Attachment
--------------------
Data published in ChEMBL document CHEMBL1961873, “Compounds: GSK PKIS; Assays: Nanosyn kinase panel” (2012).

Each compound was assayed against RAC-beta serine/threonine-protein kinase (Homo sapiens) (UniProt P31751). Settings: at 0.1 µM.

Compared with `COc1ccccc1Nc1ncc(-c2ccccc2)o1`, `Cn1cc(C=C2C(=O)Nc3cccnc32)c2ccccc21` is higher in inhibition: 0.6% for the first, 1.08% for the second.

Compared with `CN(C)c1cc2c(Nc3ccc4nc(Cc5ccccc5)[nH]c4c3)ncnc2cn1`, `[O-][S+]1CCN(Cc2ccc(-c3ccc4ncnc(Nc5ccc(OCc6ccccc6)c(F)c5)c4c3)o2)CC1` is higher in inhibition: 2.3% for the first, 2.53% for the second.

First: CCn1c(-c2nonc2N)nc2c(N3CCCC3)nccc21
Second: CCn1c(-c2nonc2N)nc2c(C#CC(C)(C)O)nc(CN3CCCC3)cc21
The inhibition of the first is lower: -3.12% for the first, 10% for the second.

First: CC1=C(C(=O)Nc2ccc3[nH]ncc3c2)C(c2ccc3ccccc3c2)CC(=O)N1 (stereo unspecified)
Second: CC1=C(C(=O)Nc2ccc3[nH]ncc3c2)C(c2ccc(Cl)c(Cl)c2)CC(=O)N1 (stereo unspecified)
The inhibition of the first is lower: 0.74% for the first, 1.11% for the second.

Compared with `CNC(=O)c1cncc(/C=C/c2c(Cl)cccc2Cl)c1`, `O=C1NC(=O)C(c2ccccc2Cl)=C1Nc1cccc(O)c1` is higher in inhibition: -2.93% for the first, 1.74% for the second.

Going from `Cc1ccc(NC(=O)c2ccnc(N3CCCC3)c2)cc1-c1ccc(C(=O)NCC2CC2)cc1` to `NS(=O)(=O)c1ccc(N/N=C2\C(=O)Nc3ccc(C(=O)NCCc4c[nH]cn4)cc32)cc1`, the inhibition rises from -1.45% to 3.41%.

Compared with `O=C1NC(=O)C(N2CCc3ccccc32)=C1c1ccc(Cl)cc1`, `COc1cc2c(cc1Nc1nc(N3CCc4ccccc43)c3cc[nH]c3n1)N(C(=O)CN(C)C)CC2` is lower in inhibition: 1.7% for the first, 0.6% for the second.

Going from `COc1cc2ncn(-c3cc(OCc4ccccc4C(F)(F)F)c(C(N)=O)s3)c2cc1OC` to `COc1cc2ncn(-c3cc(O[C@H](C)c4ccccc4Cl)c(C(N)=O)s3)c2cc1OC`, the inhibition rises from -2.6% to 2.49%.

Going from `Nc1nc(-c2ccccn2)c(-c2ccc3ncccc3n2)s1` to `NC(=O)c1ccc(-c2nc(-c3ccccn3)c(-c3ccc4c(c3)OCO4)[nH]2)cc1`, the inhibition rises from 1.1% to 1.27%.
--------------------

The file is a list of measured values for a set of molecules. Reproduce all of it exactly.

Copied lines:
Data published in ChEMBL document CHEMBL1961873, “Compounds: GSK PKIS; Assays: Nanosyn kinase panel” (2012).

Each compound was assayed against RAC-beta serine/threonine-protein kinase (Homo sapiens) (UniProt P31751). Settings: at 0.1 µM.

Compared with `COc1ccccc1Nc1ncc(-c2ccccc2)o1`, `Cn1cc(C=C2C(=O)Nc3cccnc32)c2ccccc21` is higher in inhibition: 0.6% for the first, 1.08% for the second.

Compared with `CN(C)c1cc2c(Nc3ccc4nc(Cc5ccccc5)[nH]c4c3)ncnc2cn1`, `[O-][S+]1CCN(Cc2ccc(-c3ccc4ncnc(Nc5ccc(OCc6ccccc6)c(F)c5)c4c3)o2)CC1` is higher in inhibition: 2.3% for the first, 2.53% for the second.

First: CCn1c(-c2nonc2N)nc2c(N3CCCC3)nccc21
Second: CCn1c(-c2nonc2N)nc2c(C#CC(C)(C)O)nc(CN3CCCC3)cc21
The inhibition of the first is lower: -3.12% for the first, 10% for the second.

First: CC1=C(C(=O)Nc2ccc3[nH]ncc3c2)C(c2ccc3ccccc3c2)CC(=O)N1 (stereo unspecified)
Second: CC1=C(C(=O)Nc2ccc3[nH]ncc3c2)C(c2ccc(Cl)c(Cl)c2)CC(=O)N1 (stereo unspecified)
The inhibition of the first is lower: 0.74% for the first, 1.11% for the second.

Compared with `CNC(=O)c1cncc(/C=C/c2c(Cl)cccc2Cl)c1`, `O=C1NC(=O)C(c2ccccc2Cl)=C1Nc1cccc(O)c1` is higher in inhibition: -2.93% for the first, 1.74% for the second.

Going from `Cc1ccc(NC(=O)c2ccnc(N3CCCC3)c2)cc1-c1ccc(C(=O)NCC2CC2)cc1` to `NS(=O)(=O)c1ccc(N/N=C2\C(=O)Nc3ccc(C(=O)NCCc4c[nH]cn4)cc32)cc1`, the inhibition rises from -1.45% to 3.41%.

Compared with `O=C1NC(=O)C(N2CCc3ccccc32)=C1c1ccc(Cl)cc1`, `COc1cc2c(cc1Nc1nc(N3CCc4ccccc43)c3cc[nH]c3n1)N(C(=O)CN(C)C)CC2` is lower in inhibition: 1.7% for the first, 0.6% for the second.

Going from `COc1cc2ncn(-c3cc(OCc4ccccc4C(F)(F)F)c(C(N)=O)s3)c2cc1OC` to `COc1cc2ncn(-c3cc(O[C@H](C)c4ccccc4Cl)c(C(N)=O)s3)c2cc1OC`, the inhibition rises from -2.6% to 2.49%.

Going from `Nc1nc(-c2ccccn2)c(-c2ccc3ncccc3n2)s1` to `NC(=O)c1ccc(-c2nc(-c3ccccn3)c(-c3ccc4c(c3)OCO4)[nH]2)cc1`, the inhibition rises from 1.1% to 1.27%.